Canada's State of Reconciliation
Publisher: Against the Current
Date Written: 01/01/2017
Year Published: 2017
Resource Type: Article
Cx Number: CX21514
The brutal suppression of water protectors at Standing Rock, North Dakota and their ongoing resistance has also galvanized Canadian conversations about Indigenous land rights and environmental welfare.
In 2017, Canada will mark the 150th anniversary of confederation. As part of its sesquicentennial celebrations, the government is funding a few national initiatives on reconciliation with First Nations as signature projects. The 4Rs Youth Movement: Possible Canadas and Reconciliation in Action: A National Engagement Strategy are both Indigenous-led initiatives focused on creating cross-cultural dialogue.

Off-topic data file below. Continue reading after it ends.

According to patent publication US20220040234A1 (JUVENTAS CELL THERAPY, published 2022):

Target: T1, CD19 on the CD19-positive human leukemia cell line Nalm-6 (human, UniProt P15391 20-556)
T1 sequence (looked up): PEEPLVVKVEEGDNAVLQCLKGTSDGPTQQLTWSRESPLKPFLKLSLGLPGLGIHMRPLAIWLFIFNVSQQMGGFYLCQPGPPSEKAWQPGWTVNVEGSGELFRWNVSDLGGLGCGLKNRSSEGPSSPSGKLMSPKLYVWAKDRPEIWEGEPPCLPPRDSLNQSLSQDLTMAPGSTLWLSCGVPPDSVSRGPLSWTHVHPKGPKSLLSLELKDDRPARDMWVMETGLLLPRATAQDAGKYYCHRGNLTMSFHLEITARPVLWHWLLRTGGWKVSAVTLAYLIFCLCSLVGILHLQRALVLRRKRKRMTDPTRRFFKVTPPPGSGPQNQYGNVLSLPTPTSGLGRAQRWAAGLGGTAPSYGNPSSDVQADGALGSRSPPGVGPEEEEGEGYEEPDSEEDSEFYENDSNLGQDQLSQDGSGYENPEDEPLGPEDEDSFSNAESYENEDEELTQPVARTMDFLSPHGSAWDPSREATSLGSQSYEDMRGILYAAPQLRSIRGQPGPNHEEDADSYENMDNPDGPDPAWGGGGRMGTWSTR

The Toronto District School Board now requires all schools to start their day with a land acknowledgement, and the province of Ontario marked its first ever Treaties Week from November 6 to 12, to raise awareness of treaty obligations and offer teachers a recurring opportunity to plan lessons around the history and importance thereof.
On the surface, the Canadian government's reconciliation process seems to be making strides in the right direction. One of the aims of the Truth and Reconciliation Commission was to make the horrors of the residential school system [which generations of Native children were forced to attend after being taken from their families - ed.] a matter of public record, and the conversation among the non-Indigenous population finally seems to be pivoting.